UI students respond to proposed campus protest restrictions

The University of Illinois continues to deliberate its updated, proposed rules regarding on-campus protests as students voice their concerns.

“If you have a protest you kind-of need a loudspeaker to be heard above other people,” Illinois Student Government President Enoma Egiebor said in a live UI-7 interview. “I’ve never experienced a loudspeaker during a protest disrupting any class I’ve been in, and I’m always in classes on the main quadrangle.”

The “Expressive Activities on Campus” draft directly targets protests that occur on the main quadrangle. The Office of the Vice Chancellor for Administration and Operations says: “the proposed policy would replace the current Campus Demonstrations and Protests Policy and the Quadrangle Noise Policy. It recognizes the right to engage in expressive activity protected by the First Amendment, including peaceful protests and orderly demonstrations.”

But students disagree. An infographic titled “new UIUC policy will suppress student protests” circulated social media last week, in anticipation of the open comment period ending today, October 18. Senior Ari Kelo first posted the infographic to Instagram, captioning it “UIUC shouldn’t be misusing their power to threaten disciplinary action against peaceful student protestors. Share this widely to stop them!” The open comment period has since been extended to November 12.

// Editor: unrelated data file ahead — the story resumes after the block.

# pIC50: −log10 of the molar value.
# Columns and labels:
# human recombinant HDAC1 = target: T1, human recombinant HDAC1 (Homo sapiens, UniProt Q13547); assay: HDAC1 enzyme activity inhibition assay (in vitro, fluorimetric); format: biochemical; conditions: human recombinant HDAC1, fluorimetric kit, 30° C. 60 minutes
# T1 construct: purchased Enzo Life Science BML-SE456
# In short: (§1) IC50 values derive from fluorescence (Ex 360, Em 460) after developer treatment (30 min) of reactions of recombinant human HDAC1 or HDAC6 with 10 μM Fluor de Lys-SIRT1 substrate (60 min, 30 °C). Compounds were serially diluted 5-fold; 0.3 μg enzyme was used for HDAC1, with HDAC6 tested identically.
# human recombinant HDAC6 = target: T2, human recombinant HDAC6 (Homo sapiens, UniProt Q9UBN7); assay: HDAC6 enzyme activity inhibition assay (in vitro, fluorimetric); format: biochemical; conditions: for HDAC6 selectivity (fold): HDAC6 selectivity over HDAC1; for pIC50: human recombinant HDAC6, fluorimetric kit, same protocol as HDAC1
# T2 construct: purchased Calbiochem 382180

“This world is dynamic, the world is always moving. The world doesn’t revolve around the University of Illinois’ reservations. So, if there’s a national tragedy, and people want to protest the next day, we need to be able to protest as needed,” Egiebor said.

If passed, the policy’s most controversial restrictions will affect protests that: disrupt teaching, obstruct building access, occur near the Alma Mater landmark, use megaphones or are materially and substantially noisy.

The policy also sets guidelines for disciplining protestors who harm other people or property, use open flames, post flyers to University Property anywhere but designated bulletin boards, camping and more.

If the guidelines take effect, any person who violates them is subject to “imposition of relevant disciplinary procedures, arrest, or other enforcement action, such as a Notice of Trespass.”